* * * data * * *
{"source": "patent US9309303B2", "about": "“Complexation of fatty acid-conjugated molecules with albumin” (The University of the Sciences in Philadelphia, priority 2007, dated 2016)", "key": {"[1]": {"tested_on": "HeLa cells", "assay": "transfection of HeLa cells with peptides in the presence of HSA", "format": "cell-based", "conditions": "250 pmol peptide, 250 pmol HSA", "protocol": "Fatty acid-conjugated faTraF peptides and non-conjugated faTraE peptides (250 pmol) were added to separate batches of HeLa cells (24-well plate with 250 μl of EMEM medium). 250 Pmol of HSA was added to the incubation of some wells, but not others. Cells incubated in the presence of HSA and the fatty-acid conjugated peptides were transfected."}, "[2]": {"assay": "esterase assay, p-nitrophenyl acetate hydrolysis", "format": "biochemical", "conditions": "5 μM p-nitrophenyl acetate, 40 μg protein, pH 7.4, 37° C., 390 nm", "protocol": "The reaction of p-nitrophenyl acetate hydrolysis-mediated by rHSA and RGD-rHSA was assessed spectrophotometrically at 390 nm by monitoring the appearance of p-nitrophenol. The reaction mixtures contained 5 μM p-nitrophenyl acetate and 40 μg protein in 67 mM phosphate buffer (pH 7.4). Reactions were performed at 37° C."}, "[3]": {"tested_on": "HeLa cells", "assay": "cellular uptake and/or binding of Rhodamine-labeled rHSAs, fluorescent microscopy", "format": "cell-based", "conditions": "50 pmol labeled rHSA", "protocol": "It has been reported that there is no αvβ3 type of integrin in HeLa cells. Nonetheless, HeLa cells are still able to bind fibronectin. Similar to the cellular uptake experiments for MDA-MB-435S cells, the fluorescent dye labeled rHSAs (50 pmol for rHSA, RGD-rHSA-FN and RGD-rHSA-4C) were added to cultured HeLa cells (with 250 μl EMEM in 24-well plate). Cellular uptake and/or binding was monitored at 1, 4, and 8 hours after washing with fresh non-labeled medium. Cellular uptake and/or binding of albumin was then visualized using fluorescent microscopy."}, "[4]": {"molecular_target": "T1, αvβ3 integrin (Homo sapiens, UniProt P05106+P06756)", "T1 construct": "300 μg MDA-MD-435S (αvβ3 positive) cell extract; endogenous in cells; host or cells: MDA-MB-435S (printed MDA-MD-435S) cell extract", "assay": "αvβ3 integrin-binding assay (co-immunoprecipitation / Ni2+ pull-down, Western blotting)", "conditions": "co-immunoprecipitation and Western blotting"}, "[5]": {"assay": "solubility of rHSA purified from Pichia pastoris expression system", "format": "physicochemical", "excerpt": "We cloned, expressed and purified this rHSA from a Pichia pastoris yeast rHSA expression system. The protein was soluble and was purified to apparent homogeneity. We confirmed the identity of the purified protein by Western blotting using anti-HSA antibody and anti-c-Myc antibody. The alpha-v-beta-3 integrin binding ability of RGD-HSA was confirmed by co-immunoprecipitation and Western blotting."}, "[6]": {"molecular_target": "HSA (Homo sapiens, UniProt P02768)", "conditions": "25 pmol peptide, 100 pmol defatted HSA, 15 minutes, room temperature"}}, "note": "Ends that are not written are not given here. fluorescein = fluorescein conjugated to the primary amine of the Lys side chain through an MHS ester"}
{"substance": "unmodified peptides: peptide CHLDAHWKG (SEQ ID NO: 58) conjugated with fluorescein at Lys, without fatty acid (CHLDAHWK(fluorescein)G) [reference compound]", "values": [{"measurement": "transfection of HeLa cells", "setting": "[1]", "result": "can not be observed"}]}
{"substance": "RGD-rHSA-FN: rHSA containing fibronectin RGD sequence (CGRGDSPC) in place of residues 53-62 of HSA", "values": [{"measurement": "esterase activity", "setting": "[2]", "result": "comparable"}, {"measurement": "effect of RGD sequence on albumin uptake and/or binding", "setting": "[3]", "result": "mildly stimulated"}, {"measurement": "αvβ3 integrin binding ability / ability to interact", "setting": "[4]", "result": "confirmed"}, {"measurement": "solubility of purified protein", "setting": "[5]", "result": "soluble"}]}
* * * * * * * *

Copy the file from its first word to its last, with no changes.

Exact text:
{"source": "patent US9309303B2", "about": "“Complexation of fatty acid-conjugated molecules with albumin” (The University of the Sciences in Philadelphia, priority 2007, dated 2016)", "key": {"[1]": {"tested_on": "HeLa cells", "assay": "transfection of HeLa cells with peptides in the presence of HSA", "format": "cell-based", "conditions": "250 pmol peptide, 250 pmol HSA", "protocol": "Fatty acid-conjugated faTraF peptides and non-conjugated faTraE peptides (250 pmol) were added to separate batches of HeLa cells (24-well plate with 250 μl of EMEM medium). 250 Pmol of HSA was added to the incubation of some wells, but not others. Cells incubated in the presence of HSA and the fatty-acid conjugated peptides were transfected."}, "[2]": {"assay": "esterase assay, p-nitrophenyl acetate hydrolysis", "format": "biochemical", "conditions": "5 μM p-nitrophenyl acetate, 40 μg protein, pH 7.4, 37° C., 390 nm", "protocol": "The reaction of p-nitrophenyl acetate hydrolysis-mediated by rHSA and RGD-rHSA was assessed spectrophotometrically at 390 nm by monitoring the appearance of p-nitrophenol. The reaction mixtures contained 5 μM p-nitrophenyl acetate and 40 μg protein in 67 mM phosphate buffer (pH 7.4). Reactions were performed at 37° C."}, "[3]": {"tested_on": "HeLa cells", "assay": "cellular uptake and/or binding of Rhodamine-labeled rHSAs, fluorescent microscopy", "format": "cell-based", "conditions": "50 pmol labeled rHSA", "protocol": "It has been reported that there is no αvβ3 type of integrin in HeLa cells. Nonetheless, HeLa cells are still able to bind fibronectin. Similar to the cellular uptake experiments for MDA-MB-435S cells, the fluorescent dye labeled rHSAs (50 pmol for rHSA, RGD-rHSA-FN and RGD-rHSA-4C) were added to cultured HeLa cells (with 250 μl EMEM in 24-well plate). Cellular uptake and/or binding was monitored at 1, 4, and 8 hours after washing with fresh non-labeled medium. Cellular uptake and/or binding of albumin was then visualized using fluorescent microscopy."}, "[4]": {"molecular_target": "T1, αvβ3 integrin (Homo sapiens, UniProt P05106+P06756)", "T1 construct": "300 μg MDA-MD-435S (αvβ3 positive) cell extract; endogenous in cells; host or cells: MDA-MB-435S (printed MDA-MD-435S) cell extract", "assay": "αvβ3 integrin-binding assay (co-immunoprecipitation / Ni2+ pull-down, Western blotting)", "conditions": "co-immunoprecipitation and Western blotting"}, "[5]": {"assay": "solubility of rHSA purified from Pichia pastoris expression system", "format": "physicochemical", "excerpt": "We cloned, expressed and purified this rHSA from a Pichia pastoris yeast rHSA expression system. The protein was soluble and was purified to apparent homogeneity. We confirmed the identity of the purified protein by Western blotting using anti-HSA antibody and anti-c-Myc antibody. The alpha-v-beta-3 integrin binding ability of RGD-HSA was confirmed by co-immunoprecipitation and Western blotting."}, "[6]": {"molecular_target": "HSA (Homo sapiens, UniProt P02768)", "conditions": "25 pmol peptide, 100 pmol defatted HSA, 15 minutes, room temperature"}}, "note": "Ends that are not written are not given here. fluorescein = fluorescein conjugated to the primary amine of the Lys side chain through an MHS ester"}
{"substance": "unmodified peptides: peptide CHLDAHWKG (SEQ ID NO: 58) conjugated with fluorescein at Lys, without fatty acid (CHLDAHWK(fluorescein)G) [reference compound]", "values": [{"measurement": "transfection of HeLa cells", "setting": "[1]", "result": "can not be observed"}]}
{"substance": "RGD-rHSA-FN: rHSA containing fibronectin RGD sequence (CGRGDSPC) in place of residues 53-62 of HSA", "values": [{"measurement": "esterase activity", "setting": "[2]", "result": "comparable"}, {"measurement": "effect of RGD sequence on albumin uptake and/or binding", "setting": "[3]", "result": "mildly stimulated"}, {"measurement": "αvβ3 integrin binding ability / ability to interact", "setting": "[4]", "result": "confirmed"}, {"measurement": "solubility of purified protein", "setting": "[5]", "result": "soluble"}]}